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Archive for the ‘Kimmel Center for the Performing Arts’ Category

[ATTENDED: October 28, 2022] “Weird Al” Yankovic

This was my ninth time seeing Weird Al.  I’m shooting for ten.  We’ll see if he can muster up one more tour (why did I skip the Strings Attached tour)?

I was pretty thrilled by the first Ill-Advised Vanity Tour.  It was great seeing so many songs that rarely got played (amusingly, I had seen some of those songs on their original tours back in the early 2000s, which is pretty crazy.

I was hoping that this tour would be a whole new set of obscure old songs.  I thought he might pull out “Buckingham Blues” for the Queen’s death or something really odd like “Slime Creatures from Outer Space” or holy cow, “Genius in France” would have blown my mind.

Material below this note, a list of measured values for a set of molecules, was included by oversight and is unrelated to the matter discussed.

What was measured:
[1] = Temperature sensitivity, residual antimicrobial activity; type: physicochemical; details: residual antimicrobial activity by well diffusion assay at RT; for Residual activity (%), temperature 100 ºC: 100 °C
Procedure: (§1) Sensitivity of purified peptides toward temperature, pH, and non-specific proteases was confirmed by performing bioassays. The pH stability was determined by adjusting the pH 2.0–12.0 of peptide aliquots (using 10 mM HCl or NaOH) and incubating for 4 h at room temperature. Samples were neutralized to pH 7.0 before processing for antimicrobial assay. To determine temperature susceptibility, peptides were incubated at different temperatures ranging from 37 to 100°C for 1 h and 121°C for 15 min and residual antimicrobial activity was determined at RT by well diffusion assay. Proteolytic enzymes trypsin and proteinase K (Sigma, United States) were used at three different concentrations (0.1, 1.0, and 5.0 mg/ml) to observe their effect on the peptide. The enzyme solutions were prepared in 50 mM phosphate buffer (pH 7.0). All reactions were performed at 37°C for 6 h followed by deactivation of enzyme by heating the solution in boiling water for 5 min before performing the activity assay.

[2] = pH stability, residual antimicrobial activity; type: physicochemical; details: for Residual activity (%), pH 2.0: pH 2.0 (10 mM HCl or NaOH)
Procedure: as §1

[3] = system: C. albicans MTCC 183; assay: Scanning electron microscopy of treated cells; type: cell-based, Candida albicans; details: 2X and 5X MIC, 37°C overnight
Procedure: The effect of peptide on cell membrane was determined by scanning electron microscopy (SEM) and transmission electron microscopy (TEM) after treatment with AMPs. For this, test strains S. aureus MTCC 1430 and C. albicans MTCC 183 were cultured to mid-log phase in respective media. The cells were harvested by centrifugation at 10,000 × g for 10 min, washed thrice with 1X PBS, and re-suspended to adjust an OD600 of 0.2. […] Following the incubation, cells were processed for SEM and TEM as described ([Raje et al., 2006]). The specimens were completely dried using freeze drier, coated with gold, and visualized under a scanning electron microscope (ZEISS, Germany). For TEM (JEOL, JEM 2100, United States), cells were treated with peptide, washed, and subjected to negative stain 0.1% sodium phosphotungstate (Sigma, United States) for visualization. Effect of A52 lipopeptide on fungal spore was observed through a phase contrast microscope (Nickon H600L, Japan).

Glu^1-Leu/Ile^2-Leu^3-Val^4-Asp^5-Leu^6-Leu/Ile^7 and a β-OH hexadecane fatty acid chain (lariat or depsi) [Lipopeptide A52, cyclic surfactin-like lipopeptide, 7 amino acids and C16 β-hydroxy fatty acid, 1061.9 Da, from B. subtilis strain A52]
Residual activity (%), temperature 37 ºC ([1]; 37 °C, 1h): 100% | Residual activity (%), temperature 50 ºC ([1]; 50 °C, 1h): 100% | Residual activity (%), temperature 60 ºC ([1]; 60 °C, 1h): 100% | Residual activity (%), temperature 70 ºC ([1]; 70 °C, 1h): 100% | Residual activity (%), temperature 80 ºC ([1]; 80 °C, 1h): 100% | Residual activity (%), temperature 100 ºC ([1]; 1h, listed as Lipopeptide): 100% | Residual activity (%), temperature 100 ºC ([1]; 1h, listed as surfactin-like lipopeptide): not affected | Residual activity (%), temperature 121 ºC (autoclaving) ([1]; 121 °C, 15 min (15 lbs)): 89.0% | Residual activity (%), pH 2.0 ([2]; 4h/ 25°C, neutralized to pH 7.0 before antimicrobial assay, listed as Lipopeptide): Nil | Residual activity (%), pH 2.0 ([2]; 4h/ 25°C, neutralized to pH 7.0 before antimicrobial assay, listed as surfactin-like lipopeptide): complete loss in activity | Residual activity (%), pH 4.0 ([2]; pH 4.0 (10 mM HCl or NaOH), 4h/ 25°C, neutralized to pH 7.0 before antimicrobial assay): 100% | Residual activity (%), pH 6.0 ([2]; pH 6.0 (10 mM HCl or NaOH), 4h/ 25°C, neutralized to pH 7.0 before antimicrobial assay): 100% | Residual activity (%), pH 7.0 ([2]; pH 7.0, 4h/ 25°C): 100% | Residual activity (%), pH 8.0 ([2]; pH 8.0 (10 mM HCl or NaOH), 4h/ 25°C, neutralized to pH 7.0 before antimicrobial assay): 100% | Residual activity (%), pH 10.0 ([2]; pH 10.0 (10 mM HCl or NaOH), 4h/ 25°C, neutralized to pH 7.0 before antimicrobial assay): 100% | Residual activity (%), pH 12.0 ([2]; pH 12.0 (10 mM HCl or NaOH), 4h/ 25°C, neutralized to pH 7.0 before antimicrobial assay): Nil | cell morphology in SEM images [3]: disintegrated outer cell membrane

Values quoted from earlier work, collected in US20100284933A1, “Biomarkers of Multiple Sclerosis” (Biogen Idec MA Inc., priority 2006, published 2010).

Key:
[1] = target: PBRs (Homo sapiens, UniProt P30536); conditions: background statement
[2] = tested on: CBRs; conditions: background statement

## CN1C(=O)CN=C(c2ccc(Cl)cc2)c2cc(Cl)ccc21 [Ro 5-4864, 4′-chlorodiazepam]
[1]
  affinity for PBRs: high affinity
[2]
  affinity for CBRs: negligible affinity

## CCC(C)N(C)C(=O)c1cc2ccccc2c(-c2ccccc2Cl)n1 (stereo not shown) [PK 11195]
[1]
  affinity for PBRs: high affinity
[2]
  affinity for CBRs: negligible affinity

I see that he actually played a largely different set in NYC (which I considered going to, but decided against).   Including “I’ll Sue Ya” (not a favorite, but I haven’t heard it before) and “Velvet Elvis (talk about an obscurity!).  But he also did the two songs that I would LOVE to hear live….and it might have been worth the hassle of Carnegie Hall just to hear “Nature Trail to Hell” and “Albuquerque.”

Having laid out that complaint, we did get four songs I hadn’t heard live before including a wonderful “Don’t Download This Song” and the sheer surprise of “Buy Me a Condo.”  And this new, improved, extended version of “Craigslist” was outstanding.

I will never complain about hearing “The Biggest Ball of Twine in Minnesota”–and the crowd was really into it.

Of course, any “Weird Al” show is a good time.  Al gave amusing introductions to all of the songs and even did an amusing “encore” bt where he stood at the side of the stage checking his phone and then arguing with the band about whether they were going to do an encore or not.